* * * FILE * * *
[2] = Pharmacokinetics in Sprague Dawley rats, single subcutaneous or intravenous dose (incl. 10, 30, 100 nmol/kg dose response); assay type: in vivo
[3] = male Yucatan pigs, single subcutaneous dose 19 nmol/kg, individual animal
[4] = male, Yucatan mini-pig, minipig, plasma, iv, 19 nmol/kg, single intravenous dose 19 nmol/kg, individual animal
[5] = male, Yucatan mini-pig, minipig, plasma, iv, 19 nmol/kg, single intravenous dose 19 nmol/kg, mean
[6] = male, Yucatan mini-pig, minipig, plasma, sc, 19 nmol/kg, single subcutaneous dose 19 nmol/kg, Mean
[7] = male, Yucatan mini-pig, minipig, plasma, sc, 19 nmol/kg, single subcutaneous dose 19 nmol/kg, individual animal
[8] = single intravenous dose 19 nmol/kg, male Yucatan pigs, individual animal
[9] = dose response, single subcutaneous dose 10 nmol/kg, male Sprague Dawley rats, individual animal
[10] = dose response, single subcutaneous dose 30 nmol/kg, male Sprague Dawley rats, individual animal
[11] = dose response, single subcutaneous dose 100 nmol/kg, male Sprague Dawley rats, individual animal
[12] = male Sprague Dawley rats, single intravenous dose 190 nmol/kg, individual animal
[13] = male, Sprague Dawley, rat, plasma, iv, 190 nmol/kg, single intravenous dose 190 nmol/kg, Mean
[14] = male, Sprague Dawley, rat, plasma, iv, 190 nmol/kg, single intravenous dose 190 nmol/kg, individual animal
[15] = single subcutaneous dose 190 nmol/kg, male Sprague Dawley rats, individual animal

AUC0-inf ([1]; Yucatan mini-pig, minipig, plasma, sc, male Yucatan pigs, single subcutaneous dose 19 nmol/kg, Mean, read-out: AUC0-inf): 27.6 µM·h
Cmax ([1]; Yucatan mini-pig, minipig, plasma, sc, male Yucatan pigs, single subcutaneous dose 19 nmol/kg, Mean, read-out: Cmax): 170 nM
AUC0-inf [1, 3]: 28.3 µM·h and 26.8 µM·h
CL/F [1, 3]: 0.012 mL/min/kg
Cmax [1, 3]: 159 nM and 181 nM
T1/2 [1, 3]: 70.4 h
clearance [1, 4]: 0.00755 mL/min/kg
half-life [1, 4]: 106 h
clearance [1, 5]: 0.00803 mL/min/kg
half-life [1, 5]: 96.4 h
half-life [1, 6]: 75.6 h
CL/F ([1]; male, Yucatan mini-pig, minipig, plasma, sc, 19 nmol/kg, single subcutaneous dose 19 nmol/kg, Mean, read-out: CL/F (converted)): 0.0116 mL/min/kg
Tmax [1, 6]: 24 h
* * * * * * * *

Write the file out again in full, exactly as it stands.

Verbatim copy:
[2] = Pharmacokinetics in Sprague Dawley rats, single subcutaneous or intravenous dose (incl. 10, 30, 100 nmol/kg dose response); assay type: in vivo
[3] = male Yucatan pigs, single subcutaneous dose 19 nmol/kg, individual animal
[4] = male, Yucatan mini-pig, minipig, plasma, iv, 19 nmol/kg, single intravenous dose 19 nmol/kg, individual animal
[5] = male, Yucatan mini-pig, minipig, plasma, iv, 19 nmol/kg, single intravenous dose 19 nmol/kg, mean
[6] = male, Yucatan mini-pig, minipig, plasma, sc, 19 nmol/kg, single subcutaneous dose 19 nmol/kg, Mean
[7] = male, Yucatan mini-pig, minipig, plasma, sc, 19 nmol/kg, single subcutaneous dose 19 nmol/kg, individual animal
[8] = single intravenous dose 19 nmol/kg, male Yucatan pigs, individual animal
[9] = dose response, single subcutaneous dose 10 nmol/kg, male Sprague Dawley rats, individual animal
[10] = dose response, single subcutaneous dose 30 nmol/kg, male Sprague Dawley rats, individual animal
[11] = dose response, single subcutaneous dose 100 nmol/kg, male Sprague Dawley rats, individual animal
[12] = male Sprague Dawley rats, single intravenous dose 190 nmol/kg, individual animal
[13] = male, Sprague Dawley, rat, plasma, iv, 190 nmol/kg, single intravenous dose 190 nmol/kg, Mean
[14] = male, Sprague Dawley, rat, plasma, iv, 190 nmol/kg, single intravenous dose 190 nmol/kg, individual animal
[15] = single subcutaneous dose 190 nmol/kg, male Sprague Dawley rats, individual animal

AUC0-inf ([1]; Yucatan mini-pig, minipig, plasma, sc, male Yucatan pigs, single subcutaneous dose 19 nmol/kg, Mean, read-out: AUC0-inf): 27.6 µM·h
Cmax ([1]; Yucatan mini-pig, minipig, plasma, sc, male Yucatan pigs, single subcutaneous dose 19 nmol/kg, Mean, read-out: Cmax): 170 nM
AUC0-inf [1, 3]: 28.3 µM·h and 26.8 µM·h
CL/F [1, 3]: 0.012 mL/min/kg
Cmax [1, 3]: 159 nM and 181 nM
T1/2 [1, 3]: 70.4 h
clearance [1, 4]: 0.00755 mL/min/kg
half-life [1, 4]: 106 h
clearance [1, 5]: 0.00803 mL/min/kg
half-life [1, 5]: 96.4 h
half-life [1, 6]: 75.6 h
CL/F ([1]; male, Yucatan mini-pig, minipig, plasma, sc, 19 nmol/kg, single subcutaneous dose 19 nmol/kg, Mean, read-out: CL/F (converted)): 0.0116 mL/min/kg
Tmax [1, 6]: 24 h